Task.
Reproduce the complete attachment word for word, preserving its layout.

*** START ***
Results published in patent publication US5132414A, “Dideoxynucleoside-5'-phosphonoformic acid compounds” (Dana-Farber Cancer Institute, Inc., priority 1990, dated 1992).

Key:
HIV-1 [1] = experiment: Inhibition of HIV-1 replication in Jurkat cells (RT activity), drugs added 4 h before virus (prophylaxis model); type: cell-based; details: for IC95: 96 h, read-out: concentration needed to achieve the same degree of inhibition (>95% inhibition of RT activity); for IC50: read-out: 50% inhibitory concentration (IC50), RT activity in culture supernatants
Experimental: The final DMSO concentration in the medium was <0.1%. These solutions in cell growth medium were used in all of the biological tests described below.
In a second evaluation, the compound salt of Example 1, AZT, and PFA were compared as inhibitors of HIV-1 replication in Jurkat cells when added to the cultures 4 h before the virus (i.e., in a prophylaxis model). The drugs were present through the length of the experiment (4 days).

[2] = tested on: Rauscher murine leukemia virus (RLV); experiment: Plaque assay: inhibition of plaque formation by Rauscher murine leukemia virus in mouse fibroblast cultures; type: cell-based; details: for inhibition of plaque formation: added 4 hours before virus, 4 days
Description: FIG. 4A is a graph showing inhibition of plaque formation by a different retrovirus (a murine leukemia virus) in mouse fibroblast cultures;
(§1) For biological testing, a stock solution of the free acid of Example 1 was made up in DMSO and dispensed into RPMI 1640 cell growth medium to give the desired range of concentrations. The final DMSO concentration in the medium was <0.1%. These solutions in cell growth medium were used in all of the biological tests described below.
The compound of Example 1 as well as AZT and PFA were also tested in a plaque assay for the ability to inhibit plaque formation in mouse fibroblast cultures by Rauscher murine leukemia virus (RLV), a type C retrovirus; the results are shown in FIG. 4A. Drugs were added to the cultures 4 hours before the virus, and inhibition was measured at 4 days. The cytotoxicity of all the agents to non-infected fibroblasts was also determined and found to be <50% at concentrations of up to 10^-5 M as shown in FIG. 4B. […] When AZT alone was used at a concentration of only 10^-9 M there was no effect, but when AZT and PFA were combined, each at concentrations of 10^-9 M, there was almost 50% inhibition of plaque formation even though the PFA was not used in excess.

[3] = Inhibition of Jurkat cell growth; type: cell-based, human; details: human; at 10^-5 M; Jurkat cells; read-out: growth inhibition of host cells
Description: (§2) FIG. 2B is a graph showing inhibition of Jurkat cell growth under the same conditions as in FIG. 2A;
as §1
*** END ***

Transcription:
Results published in patent publication US5132414A, “Dideoxynucleoside-5'-phosphonoformic acid compounds” (Dana-Farber Cancer Institute, Inc., priority 1990, dated 1992).

Key:
HIV-1 [1] = experiment: Inhibition of HIV-1 replication in Jurkat cells (RT activity), drugs added 4 h before virus (prophylaxis model); type: cell-based; details: for IC95: 96 h, read-out: concentration needed to achieve the same degree of inhibition (>95% inhibition of RT activity); for IC50: read-out: 50% inhibitory concentration (IC50), RT activity in culture supernatants
Experimental: The final DMSO concentration in the medium was <0.1%. These solutions in cell growth medium were used in all of the biological tests described below.
In a second evaluation, the compound salt of Example 1, AZT, and PFA were compared as inhibitors of HIV-1 replication in Jurkat cells when added to the cultures 4 h before the virus (i.e., in a prophylaxis model). The drugs were present through the length of the experiment (4 days).

[2] = tested on: Rauscher murine leukemia virus (RLV); experiment: Plaque assay: inhibition of plaque formation by Rauscher murine leukemia virus in mouse fibroblast cultures; type: cell-based; details: for inhibition of plaque formation: added 4 hours before virus, 4 days
Description: FIG. 4A is a graph showing inhibition of plaque formation by a different retrovirus (a murine leukemia virus) in mouse fibroblast cultures;
(§1) For biological testing, a stock solution of the free acid of Example 1 was made up in DMSO and dispensed into RPMI 1640 cell growth medium to give the desired range of concentrations. The final DMSO concentration in the medium was <0.1%. These solutions in cell growth medium were used in all of the biological tests described below.
The compound of Example 1 as well as AZT and PFA were also tested in a plaque assay for the ability to inhibit plaque formation in mouse fibroblast cultures by Rauscher murine leukemia virus (RLV), a type C retrovirus; the results are shown in FIG. 4A. Drugs were added to the cultures 4 hours before the virus, and inhibition was measured at 4 days. The cytotoxicity of all the agents to non-infected fibroblasts was also determined and found to be <50% at concentrations of up to 10^-5 M as shown in FIG. 4B. […] When AZT alone was used at a concentration of only 10^-9 M there was no effect, but when AZT and PFA were combined, each at concentrations of 10^-9 M, there was almost 50% inhibition of plaque formation even though the PFA was not used in excess.

[3] = Inhibition of Jurkat cell growth; type: cell-based, human; details: human; at 10^-5 M; Jurkat cells; read-out: growth inhibition of host cells
Description: (§2) FIG. 2B is a graph showing inhibition of Jurkat cell growth under the same conditions as in FIG. 2A;
as §1